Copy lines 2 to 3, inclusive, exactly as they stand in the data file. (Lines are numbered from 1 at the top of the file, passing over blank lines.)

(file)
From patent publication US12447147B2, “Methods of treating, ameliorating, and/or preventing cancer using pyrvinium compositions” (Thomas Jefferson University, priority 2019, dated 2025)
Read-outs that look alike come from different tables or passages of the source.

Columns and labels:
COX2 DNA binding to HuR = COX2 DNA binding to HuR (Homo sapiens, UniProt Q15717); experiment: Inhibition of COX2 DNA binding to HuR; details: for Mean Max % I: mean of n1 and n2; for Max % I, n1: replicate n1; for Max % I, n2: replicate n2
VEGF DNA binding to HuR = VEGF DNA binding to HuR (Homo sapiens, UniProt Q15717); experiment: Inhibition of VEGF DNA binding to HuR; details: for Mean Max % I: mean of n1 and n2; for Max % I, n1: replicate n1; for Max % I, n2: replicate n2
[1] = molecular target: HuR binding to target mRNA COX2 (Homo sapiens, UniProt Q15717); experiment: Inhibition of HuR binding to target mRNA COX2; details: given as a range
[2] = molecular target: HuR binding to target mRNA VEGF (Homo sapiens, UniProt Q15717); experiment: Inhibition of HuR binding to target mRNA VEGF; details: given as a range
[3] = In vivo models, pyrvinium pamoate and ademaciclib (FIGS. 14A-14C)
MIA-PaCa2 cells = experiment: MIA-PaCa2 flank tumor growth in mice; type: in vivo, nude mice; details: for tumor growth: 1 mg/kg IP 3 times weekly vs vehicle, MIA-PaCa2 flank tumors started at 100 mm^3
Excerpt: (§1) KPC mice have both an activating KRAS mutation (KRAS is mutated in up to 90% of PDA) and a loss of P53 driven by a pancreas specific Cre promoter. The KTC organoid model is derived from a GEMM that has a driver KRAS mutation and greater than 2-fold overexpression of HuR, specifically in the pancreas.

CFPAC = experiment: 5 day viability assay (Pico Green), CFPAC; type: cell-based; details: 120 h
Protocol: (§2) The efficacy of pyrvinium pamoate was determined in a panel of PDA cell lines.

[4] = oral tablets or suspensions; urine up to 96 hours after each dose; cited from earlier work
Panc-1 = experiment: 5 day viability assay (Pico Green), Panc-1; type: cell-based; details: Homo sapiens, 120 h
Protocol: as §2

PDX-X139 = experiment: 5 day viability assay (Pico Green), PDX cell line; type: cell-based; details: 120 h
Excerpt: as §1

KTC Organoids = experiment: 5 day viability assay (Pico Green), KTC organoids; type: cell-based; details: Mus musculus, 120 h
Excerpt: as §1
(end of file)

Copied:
Read-outs that look alike come from different tables or passages of the source.

Columns and labels: